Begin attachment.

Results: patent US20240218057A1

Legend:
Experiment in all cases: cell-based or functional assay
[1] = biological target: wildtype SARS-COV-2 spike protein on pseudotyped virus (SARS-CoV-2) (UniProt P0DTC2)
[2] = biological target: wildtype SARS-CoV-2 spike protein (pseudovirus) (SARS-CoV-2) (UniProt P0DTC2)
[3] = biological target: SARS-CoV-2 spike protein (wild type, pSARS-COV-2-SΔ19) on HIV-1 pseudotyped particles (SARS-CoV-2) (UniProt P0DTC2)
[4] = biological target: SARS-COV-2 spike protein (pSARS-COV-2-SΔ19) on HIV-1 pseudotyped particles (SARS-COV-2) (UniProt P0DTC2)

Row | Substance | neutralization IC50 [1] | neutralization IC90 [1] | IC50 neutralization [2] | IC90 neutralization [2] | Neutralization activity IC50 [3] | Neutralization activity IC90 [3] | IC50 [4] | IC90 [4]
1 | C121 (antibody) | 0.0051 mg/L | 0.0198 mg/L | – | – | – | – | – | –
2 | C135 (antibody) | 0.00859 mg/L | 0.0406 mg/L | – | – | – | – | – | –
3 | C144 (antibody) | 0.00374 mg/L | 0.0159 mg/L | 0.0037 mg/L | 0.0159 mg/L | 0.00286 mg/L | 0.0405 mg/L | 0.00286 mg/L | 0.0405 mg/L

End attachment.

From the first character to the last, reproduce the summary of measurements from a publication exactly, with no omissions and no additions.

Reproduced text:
Results: patent US20240218057A1

Legend:
Experiment in all cases: cell-based or functional assay
[1] = biological target: wildtype SARS-COV-2 spike protein on pseudotyped virus (SARS-CoV-2) (UniProt P0DTC2)
[2] = biological target: wildtype SARS-CoV-2 spike protein (pseudovirus) (SARS-CoV-2) (UniProt P0DTC2)
[3] = biological target: SARS-CoV-2 spike protein (wild type, pSARS-COV-2-SΔ19) on HIV-1 pseudotyped particles (SARS-CoV-2) (UniProt P0DTC2)
[4] = biological target: SARS-COV-2 spike protein (pSARS-COV-2-SΔ19) on HIV-1 pseudotyped particles (SARS-COV-2) (UniProt P0DTC2)

Row | Substance | neutralization IC50 [1] | neutralization IC90 [1] | IC50 neutralization [2] | IC90 neutralization [2] | Neutralization activity IC50 [3] | Neutralization activity IC90 [3] | IC50 [4] | IC90 [4]
1 | C121 (antibody) | 0.0051 mg/L | 0.0198 mg/L | – | – | – | – | – | –
2 | C135 (antibody) | 0.00859 mg/L | 0.0406 mg/L | – | – | – | – | – | –
3 | C144 (antibody) | 0.00374 mg/L | 0.0159 mg/L | 0.0037 mg/L | 0.0159 mg/L | 0.00286 mg/L | 0.0405 mg/L | 0.00286 mg/L | 0.0405 mg/L